Shares of the company shot up 8.4 percent to $124.17 on Tuesday after the firm’s fiscal third-quarter sales and profits came in better than expected.
Patrice Louvet, president and chief executive officer, told WWD that the “Next Chapter Plan” was bearing results.
Certainly, the firm’s 18 percent increase in marketing expenditures and the other strategic steps the company has taken seem to be having an impact.
“Average unit retail prices were better than expected across all the regions and all the channels we operate in,” Louvet said. “This is really the result of the work we’re doing to elevate the brand, to improve marketing, better engage with consumers, improve product and pull back on promotions.”
The increase in prices — the trend was particularly strong online, where prices rose 9 percent — stood out in what the ceo described as “a more promotional environment.”
Net profits tallied $120 million, or $1.48 a diluted share, reversing year-ago losses of $81.8 million, or $1. Adjusted earnings hit $2.32 a share, well ahead of the $2.14 Wall Street projected. Revenues for the quarter ended Dec. 29 increased 5.1 percent to $1.73 billion, topping the $1.66 billion analysts had penciled in.
The company’s strategic plan has it focused on winning over a new generation of shoppers, energizing core products and accelerating underdeveloped categories, targeted expansion, leading with digital and operating with discipline.
The effort could be seen across the business.
Importantly, Ralph Lauren has been cutting back on its off-price distribution and still managed to drive North American sales up 3 percent.
“Our strategy is really to get the off-price channel back to its strategic role, which is really to manage excess,” Louvet said. “It helps us elevate the brand, it helps us reduce the presence of lower-priced presentations around the market and it has a positive impact across all the key metrics you can think of. We’re very keen to make sure we show up at the right price point, at the right brand presentation.”
While the company’s business at home strengthened, the brand also gained ground in the vital growth market of China, which has been on investors’ radar since Apple warned last month of a sales slowdown in the region. Ralph Lauren’s Greater China business saw revenues gain 19 percent in constant currencies.
Overall the company’s revenues in Asia grew by 10 percent in the quarter to $275 million and the European business also grew 10 percent to $415 million. The 3 percent expansion in North America encompassed a 3 percent drop in wholesale, flat brick-and-mortar sales and a 21 percent increase online.
“We are fortunate to be underdeveloped in China, which represents a massive growth opportunity for us,” said Louvet, noting that just 5 percent of the company’s business comes from the market. “Think of the other luxury players, they’re close to 25, 30, 35 percent penetrated in China.”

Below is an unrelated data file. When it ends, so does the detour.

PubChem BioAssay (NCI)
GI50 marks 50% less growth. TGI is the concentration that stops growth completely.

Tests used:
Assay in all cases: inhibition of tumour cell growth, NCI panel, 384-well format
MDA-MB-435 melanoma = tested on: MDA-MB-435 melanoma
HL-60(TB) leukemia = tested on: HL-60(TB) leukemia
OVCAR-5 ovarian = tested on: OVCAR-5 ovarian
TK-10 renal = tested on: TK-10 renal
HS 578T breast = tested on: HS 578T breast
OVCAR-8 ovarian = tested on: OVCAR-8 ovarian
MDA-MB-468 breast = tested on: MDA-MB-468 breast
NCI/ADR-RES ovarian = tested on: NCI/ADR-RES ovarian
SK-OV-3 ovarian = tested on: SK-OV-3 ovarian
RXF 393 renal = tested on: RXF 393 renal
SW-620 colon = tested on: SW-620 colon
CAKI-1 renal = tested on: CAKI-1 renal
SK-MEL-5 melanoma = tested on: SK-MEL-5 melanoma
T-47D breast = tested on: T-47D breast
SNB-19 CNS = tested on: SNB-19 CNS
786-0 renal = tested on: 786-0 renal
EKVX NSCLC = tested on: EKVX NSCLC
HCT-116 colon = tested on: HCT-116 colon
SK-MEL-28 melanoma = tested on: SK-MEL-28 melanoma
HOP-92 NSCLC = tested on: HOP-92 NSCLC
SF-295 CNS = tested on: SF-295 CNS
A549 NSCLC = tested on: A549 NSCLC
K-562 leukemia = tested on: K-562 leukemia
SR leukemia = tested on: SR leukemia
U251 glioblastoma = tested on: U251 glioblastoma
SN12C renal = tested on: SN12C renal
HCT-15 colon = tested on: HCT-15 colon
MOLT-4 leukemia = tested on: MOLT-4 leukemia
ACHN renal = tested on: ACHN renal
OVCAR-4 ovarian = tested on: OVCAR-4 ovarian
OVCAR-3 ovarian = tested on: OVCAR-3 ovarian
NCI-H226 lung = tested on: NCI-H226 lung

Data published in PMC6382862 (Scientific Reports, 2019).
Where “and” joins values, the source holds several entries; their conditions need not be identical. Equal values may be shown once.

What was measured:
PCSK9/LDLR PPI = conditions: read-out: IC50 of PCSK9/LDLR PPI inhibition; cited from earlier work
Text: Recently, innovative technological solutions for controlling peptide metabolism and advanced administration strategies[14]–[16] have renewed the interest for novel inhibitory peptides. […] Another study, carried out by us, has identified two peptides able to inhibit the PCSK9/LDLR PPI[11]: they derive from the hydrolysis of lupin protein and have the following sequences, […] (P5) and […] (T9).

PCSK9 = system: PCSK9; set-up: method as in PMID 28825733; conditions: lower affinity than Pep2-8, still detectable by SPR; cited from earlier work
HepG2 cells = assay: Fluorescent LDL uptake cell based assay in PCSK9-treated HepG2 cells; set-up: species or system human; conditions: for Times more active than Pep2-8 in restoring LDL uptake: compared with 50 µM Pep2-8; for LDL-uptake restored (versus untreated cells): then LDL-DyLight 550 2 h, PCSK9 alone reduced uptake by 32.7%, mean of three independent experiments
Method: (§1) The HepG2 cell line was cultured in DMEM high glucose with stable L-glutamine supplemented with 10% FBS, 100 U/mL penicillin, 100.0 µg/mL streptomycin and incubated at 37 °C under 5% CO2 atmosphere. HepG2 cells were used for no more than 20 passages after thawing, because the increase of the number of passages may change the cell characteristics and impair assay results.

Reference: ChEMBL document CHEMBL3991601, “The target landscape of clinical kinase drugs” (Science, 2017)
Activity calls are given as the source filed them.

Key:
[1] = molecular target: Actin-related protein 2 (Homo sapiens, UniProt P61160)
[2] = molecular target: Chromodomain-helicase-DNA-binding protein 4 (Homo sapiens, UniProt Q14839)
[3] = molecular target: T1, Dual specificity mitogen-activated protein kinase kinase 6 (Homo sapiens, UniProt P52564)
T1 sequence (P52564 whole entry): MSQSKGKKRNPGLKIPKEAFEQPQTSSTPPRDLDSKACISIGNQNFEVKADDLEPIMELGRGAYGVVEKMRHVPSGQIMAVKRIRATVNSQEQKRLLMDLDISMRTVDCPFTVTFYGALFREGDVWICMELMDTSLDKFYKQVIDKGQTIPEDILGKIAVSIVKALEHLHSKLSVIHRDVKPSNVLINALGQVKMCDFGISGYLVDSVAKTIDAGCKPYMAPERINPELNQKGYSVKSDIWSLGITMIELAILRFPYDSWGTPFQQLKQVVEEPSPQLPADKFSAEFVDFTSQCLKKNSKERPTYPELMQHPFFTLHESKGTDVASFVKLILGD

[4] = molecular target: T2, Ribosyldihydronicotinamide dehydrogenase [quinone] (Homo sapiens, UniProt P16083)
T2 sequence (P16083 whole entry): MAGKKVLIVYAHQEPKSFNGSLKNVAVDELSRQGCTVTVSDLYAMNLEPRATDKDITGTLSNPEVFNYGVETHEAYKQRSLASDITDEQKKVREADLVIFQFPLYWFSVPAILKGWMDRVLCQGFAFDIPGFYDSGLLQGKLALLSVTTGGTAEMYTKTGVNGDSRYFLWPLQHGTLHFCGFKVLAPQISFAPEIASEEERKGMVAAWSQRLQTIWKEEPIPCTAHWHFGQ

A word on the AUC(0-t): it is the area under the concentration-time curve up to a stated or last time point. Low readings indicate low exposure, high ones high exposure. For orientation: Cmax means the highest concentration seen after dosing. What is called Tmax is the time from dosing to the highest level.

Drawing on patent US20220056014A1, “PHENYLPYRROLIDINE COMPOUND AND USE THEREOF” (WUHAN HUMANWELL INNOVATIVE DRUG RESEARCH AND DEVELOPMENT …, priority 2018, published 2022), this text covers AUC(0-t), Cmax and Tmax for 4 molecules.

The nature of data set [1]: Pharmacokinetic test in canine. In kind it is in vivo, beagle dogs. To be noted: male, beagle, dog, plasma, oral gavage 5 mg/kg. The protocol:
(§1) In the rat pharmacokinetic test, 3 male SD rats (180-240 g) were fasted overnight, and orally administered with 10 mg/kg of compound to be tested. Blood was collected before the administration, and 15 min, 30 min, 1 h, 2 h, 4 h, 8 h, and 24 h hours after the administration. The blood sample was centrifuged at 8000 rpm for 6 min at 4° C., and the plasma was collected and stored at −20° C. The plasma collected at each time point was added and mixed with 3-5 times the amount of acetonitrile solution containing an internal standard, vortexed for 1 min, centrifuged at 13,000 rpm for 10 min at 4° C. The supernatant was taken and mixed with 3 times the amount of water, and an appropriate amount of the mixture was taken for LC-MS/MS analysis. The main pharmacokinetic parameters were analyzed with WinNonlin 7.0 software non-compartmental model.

But the company’s fastest-growing outlet is the web, consistent with broader industry trends.
“Strong digital momentum that really accelerated throughout the quarter across our entire digital ecosystem,” including the company’s own web site, the sites of wholesale retail partners and pure-play e-tailers. “Our digital ecosystem revenues this quarter were up 20 percent,” the ceo said.
Some of that growth — and the effort to draw in new, younger shoppers — could be seen in the brand’s collaboration with Palace, the U.K. streetwear brand. The pair launched a casual collection of men’s wear in November that was sold on the Ralph Lauren Polo app as well as the company’s digital flagship in Europe and through Palace’s retail network. The collaboration exceeded Ralph Lauren’s expectations, generating more than two billion impressions with roughly 75 percent of the people who purchased a look new to the brand.
Despite some solid steps forward, there are also plenty of potholes ahead.
“We stay in touch with the uncertainties relative to the political and trade situation, but as far as the consumer is concerned, from what we saw in our network…the consumer remains relatively healthy,” Louvet said.
“Based on this quarter we’re actually feeling confident that our strategic investments in product, in marketing, in digital and in international expansion are on the right track. Obviously we still have work to do, but we’re encouraged by the progress. We’re about nine months into our Next Great Chapter plan…and we feel like we’re on track.”
Ralph Lauren, executive chairman and chief creative officer, added in a statement: “Our passionate teams are focused on staying true to the authentic expression of the Ralph Lauren lifestyle while evolving with the changing consumer and global retail landscape around us. As we continue to strengthen the foundations of our business and elevate our iconic brand, I am pleased with the progress we are making.”